NEWFANE, N.Y. — The owner of a farm sanctuary in Newfane found herself behind bars Tuesday, after State Police say she refused to give two cows back to their owner — a beef farmer.
Tracy Murphy has since been released without bail, but there is a gag order in place — stopping her from discussing the issue any more.
But the story doesn’t end there.
“We finally got our cows back,” said Scott Gregson, the owner of McKee Farms.
The Gregson family was reunited with their two cows after over three weeks.
It was a time during which they became the focus of the community and news reports throughout the nation.
“Never in a million years would I expect this,” Gregson said. “I thought I would simply knock on the door, and get my cattle back and that would be the end of the story.”
But that’s not what happened.
It led to a dispute that put Tracy Murphy, the president of Asha’s Farm Sanctuary, behind bars Tuesday, charged with grand larceny in the third degree. That results from the theft of over $3,000 worth of goods — a felony that carries a sentence of up to seven years in prison.
“They saw it as a threat to their way of life and everything else, but that's not what this is,” said Matthew Albert, an animal welfare lawyer representing Murphy and Asha’s Farm Sanctuary.
He says the story doesn’t end there.
“She's innocent,” he said, adding that Gregson hasn’t proven that he’s the owner, despite a judge signing off on those criminal charges.
“I had plenty of evidence showing that they were my cattle,” said Gregson. “I gave that evidence to the New York State Police.”
Even in that case, Albert says they will continue to try to get the cows back through civil routes, specifically Section 183 of the Lien Law.
“If you're pastoring or boarding any animal, as Ms. Murphy was, then you are entitled to hold on to that animal until your boarding fees are paid,” Albert said. “It’s the law.”
Gregson said typical boarding cost for cows would be anywhere from $2.50 to $5 per day.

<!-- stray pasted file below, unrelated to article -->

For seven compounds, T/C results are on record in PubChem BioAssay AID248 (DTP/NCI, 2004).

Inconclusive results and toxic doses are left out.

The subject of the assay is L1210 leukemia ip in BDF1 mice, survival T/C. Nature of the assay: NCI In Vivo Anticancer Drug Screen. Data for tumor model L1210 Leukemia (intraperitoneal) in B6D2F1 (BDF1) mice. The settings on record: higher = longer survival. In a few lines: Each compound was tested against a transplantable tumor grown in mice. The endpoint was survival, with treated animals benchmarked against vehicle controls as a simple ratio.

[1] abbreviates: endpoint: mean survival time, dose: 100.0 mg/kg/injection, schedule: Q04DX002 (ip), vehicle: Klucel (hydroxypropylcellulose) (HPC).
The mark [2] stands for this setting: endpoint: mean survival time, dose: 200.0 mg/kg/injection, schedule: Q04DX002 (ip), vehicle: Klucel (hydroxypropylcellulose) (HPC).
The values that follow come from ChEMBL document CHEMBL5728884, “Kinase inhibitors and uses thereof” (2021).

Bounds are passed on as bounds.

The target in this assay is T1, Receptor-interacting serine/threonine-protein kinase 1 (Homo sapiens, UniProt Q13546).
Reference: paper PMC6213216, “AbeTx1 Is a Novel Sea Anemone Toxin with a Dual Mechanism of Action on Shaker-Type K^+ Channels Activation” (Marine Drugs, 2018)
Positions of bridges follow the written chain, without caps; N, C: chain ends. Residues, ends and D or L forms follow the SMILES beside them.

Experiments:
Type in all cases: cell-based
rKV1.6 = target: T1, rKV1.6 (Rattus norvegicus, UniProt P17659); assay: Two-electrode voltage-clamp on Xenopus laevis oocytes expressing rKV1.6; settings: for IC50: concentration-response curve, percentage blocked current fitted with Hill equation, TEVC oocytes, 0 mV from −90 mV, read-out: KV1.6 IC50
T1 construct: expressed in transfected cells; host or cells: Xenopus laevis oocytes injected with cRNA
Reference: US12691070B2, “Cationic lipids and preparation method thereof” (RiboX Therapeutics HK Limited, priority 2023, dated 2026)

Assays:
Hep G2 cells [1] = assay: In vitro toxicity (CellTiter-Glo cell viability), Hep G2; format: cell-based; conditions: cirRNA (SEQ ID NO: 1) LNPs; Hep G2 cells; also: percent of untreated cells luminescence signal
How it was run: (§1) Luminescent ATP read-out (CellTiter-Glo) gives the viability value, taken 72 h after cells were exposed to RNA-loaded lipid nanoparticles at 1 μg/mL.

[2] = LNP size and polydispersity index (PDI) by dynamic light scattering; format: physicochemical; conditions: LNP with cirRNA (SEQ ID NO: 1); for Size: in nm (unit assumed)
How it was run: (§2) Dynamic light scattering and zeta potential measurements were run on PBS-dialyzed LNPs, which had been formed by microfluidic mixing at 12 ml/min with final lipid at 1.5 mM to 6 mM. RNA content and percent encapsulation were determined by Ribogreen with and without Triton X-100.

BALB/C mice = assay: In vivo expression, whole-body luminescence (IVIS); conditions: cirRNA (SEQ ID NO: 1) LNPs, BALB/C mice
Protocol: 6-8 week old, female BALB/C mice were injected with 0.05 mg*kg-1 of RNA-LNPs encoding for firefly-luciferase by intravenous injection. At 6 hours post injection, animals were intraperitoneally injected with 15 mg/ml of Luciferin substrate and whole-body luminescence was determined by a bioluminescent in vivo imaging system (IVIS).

He expects charges from Asha’s to be closer to $100 per day, which could lead to another civil matter.
“These are cows, they […] aren't guppies,” said Albert. “You're not feeding them little [pieces] of food.”
As for where the cows are now…
“I'm not telling,” Gregson replied. “We're keeping the cattle at a secure location. We're just worried about their safety and my family’s safety.”
Murphy's lawyer says he will continue to pursue every legal resource possible to get them back.
“She’s being persecuted for taking care of cows,” he said. “She’s being persecuted for kindness.”
In the meantime, Gregson is just ready for this drama to be done.
“Whatever the court decides should happen to her will happen to her,” he added. “I'm also hoping to bring the message to the community […] of the struggles that farmers face in regards to activist groups.
“We're hoping that this is the closing of the story.”
Last week, Gregson told Spectrum News 1 that he would have considered selling the cows to the sanctuary, but only after he got them back.
Naturally, the relationship has only gone further downhill from there.
We asked him today if selling them to another sanctuary might still be on the table. He said he would have to think about that.
The signs sanctuary protesters put up outside Asha’s Farm Sanctuary remain.
Protesters say they want the facility to be dissolved over worries the same situation could happen to somebody else.
A member of the sanctuary’s board said they plan on meeting in the near future to discuss next steps.